Course content

You will study a range of modules which cover the history, theory and analysis of transnational organised crime as well as providing a very wide range in-depth case study regarding both organised criminal groups and the global activities which they engage in.

This typically includes phenomena as diverse as international terrorism, drug trafficking, illegal arms deals, the smuggling of radioactive material, human trafficking, the global sex trade, racketeering, trading in human organs, counterfeiting of documents and identities, extortion and many different forms of state and corporate crime.

Modules studied
-Crimes against Humanity: State Crime, War Crimes and Transnational Terrorism
-Trafficking: The Illegal Trade in People, Goods and Services
-Crimes of the Powerful: Corporate, White Collar and Financial Crime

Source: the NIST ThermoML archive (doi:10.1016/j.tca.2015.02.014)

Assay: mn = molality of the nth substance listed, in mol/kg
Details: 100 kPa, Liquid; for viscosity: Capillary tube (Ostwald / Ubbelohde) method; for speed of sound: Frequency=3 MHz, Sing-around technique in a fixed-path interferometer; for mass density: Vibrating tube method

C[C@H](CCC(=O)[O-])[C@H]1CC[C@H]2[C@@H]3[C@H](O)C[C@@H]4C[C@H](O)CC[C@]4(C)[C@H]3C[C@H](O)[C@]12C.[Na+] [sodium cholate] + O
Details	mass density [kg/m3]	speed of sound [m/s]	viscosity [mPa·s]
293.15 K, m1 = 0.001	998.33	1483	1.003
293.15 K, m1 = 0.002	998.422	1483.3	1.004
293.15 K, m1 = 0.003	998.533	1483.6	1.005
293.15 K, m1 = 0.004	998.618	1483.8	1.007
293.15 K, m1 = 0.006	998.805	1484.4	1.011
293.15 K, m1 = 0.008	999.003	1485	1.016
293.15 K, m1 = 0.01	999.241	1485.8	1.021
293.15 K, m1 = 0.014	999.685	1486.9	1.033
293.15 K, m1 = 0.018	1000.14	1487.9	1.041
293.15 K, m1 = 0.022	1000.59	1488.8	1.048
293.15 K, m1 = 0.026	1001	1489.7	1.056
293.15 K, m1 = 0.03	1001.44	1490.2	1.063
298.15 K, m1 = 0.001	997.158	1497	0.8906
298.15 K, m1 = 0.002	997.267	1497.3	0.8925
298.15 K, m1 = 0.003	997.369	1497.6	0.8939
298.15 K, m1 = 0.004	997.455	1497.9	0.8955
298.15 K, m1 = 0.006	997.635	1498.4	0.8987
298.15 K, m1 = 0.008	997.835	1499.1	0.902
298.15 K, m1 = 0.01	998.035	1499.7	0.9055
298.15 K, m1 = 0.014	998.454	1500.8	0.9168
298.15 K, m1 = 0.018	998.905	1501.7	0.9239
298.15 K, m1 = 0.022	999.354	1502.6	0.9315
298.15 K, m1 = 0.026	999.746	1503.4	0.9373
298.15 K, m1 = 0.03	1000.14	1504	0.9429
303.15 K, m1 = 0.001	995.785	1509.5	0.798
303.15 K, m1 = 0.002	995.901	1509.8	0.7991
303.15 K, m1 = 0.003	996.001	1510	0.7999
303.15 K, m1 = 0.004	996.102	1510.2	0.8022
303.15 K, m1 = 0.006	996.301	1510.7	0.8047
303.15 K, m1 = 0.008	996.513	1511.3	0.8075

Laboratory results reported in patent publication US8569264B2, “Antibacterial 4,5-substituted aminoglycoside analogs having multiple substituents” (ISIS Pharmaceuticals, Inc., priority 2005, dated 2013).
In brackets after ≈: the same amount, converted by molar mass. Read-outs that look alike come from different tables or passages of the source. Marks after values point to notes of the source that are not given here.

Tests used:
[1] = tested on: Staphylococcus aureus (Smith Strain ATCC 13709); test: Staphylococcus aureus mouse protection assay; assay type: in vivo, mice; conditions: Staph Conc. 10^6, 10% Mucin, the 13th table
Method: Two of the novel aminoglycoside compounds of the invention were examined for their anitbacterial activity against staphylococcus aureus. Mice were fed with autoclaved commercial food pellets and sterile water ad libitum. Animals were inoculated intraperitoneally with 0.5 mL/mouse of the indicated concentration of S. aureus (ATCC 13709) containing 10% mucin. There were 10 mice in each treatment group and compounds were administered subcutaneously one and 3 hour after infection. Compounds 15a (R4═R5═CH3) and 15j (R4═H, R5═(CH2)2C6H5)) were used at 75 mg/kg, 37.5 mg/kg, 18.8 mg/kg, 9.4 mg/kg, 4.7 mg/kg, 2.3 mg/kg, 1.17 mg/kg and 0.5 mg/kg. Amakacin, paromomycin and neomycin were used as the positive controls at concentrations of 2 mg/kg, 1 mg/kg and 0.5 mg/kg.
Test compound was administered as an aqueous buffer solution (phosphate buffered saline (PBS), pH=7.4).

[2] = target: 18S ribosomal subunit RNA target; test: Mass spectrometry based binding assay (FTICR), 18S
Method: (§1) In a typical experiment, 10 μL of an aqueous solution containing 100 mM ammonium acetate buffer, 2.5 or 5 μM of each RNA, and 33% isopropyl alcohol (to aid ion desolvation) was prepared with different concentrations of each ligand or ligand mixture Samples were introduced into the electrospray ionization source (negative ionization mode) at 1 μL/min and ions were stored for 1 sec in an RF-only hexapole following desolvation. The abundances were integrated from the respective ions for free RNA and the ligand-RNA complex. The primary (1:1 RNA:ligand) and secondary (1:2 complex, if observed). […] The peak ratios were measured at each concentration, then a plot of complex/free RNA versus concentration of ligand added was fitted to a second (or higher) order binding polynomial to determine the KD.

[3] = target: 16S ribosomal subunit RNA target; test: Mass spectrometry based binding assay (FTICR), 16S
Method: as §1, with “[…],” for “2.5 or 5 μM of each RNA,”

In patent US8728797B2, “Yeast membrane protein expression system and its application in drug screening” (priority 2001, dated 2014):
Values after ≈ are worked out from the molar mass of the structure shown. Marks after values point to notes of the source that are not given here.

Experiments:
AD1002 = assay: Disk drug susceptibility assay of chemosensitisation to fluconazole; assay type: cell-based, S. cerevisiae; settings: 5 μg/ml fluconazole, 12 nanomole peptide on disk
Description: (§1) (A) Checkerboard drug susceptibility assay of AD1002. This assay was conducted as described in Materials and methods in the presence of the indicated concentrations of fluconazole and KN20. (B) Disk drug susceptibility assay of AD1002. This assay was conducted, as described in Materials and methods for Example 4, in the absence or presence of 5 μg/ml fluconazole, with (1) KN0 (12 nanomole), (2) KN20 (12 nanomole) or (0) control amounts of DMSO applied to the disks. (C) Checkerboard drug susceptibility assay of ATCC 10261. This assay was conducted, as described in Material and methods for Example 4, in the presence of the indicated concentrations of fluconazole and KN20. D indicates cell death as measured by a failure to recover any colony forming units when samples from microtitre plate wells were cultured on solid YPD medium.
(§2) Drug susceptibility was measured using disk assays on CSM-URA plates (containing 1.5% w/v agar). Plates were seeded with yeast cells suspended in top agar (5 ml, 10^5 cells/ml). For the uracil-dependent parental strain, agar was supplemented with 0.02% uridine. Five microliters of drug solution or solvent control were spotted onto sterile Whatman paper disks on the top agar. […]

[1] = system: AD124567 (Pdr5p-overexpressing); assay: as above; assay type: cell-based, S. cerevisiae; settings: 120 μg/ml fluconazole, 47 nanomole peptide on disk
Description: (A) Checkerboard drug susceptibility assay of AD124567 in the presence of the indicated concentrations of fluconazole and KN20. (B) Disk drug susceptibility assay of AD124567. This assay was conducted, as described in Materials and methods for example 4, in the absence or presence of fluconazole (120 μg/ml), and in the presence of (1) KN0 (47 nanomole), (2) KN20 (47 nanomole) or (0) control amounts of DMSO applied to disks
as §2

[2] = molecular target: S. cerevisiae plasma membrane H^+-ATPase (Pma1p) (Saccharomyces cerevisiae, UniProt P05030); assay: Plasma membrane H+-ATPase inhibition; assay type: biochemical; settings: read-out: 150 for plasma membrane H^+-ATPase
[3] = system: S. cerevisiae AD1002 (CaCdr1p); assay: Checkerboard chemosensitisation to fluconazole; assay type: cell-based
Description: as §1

-Transnational Justice & Organised Crime
-Research Based Dissertation

Graduate destinations

The MA provides a curriculum which is suited to those seeking employment or further study in relation to careers in law enforcement, policing, customs and excise, the security industry, international governmental and non-governmental institutions, national foreign, security or defence ministries, and internationally oriented organisations of many types.

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Questions about security – what drives it and what undermines it – shape global politics. Read more
Questions about security – what drives it and what undermines it – shape global politics. Terrorism, conflict, environmental catastrophe, weapons of mass destruction and weak states are all security issues that are reflected in our media, dominate policy-making in international politics, and increasingly impinge on our daily lives.